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Policing should have started when 6 000 mines were abandoned: Mining Analyst

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The Bench Marks Foundation says the government’s failure to implement the law and hold relevant people accountable is the major cause of crimes in mining communities.

Police Minister Bheki Cele attended a crime scene in Imbizo at West village in Krugersdorp, following a week of protests on the back of the gang rapes of eight women at an abandoned mine.

It’s alleged that illegal miners were behind the attacks, and community members and police have spent the past few days rounding up so-called zama zamas.

Mining analyst from Bench-Marks Foundation, David Van Wyk, says policing should have started when big mining companies abandoned 6 000 mines across the country.

So basically, what we are observing here is class action in terms of a government that seems quite prepared to accept the crimes of the very rich but act very swifly against what is perceived to be the crimes of the very poor. We have 38 thousand small-scale miners in Gauteng alone. Is the government intending to lock up 38 thousand people? Where is it going to put people in prisons and so onThe reason we are in this situation is because the government has not applied its own laws as far as mining is concerned,” says Van Wyk. 

Mining analyst: David van Wyk weighs in on illegal mining in SA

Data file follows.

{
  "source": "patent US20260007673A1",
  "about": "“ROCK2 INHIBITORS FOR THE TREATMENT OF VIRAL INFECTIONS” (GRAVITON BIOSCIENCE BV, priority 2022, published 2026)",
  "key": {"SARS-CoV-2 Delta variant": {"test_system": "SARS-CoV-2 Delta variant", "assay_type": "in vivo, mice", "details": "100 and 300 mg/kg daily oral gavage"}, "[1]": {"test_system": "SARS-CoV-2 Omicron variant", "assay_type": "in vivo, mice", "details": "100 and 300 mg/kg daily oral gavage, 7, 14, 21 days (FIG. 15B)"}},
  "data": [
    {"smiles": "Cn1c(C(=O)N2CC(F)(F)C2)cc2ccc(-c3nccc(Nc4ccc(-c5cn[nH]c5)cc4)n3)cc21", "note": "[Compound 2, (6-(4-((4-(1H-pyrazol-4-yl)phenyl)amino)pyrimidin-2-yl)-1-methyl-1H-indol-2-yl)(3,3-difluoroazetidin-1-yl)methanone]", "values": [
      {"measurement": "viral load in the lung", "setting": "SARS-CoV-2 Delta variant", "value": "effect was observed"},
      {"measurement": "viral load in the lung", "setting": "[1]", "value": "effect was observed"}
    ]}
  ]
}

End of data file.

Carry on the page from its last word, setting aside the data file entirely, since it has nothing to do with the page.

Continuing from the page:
The Police Ministry will on Sunday morning launch a two-day imbizo with residents of West Village in Krugersdorp and Kagiso to address policing needs.

This after eight women were gang raped, allegedly by illegal miners, while shooting a music video last week. The community subsequently went on a rampage, torching property they believed was used by illegal miners.

National Police Commissioner, General Fannie Masemola, Home Affairs Minister, Aaron Motsoaledi, and senior officials from Mineral Resources and Energy are expected to attend.

Police Ministry spokesperson, Lirhandzu Themba, says “In an effort to address illicit mining and crimes generated by the illegal operations, the Police Ministry and South African Police Service (SAPS) will this weekend engage communities living in the epicentre of illegal mining in Gauteng. The Crime Combating Izimbizo seeks to provide residents with a platform to discuss and engage with the SAPS on identified crimes afflicting the community and set up immediate and long-term policing interventions.

Source: SABC

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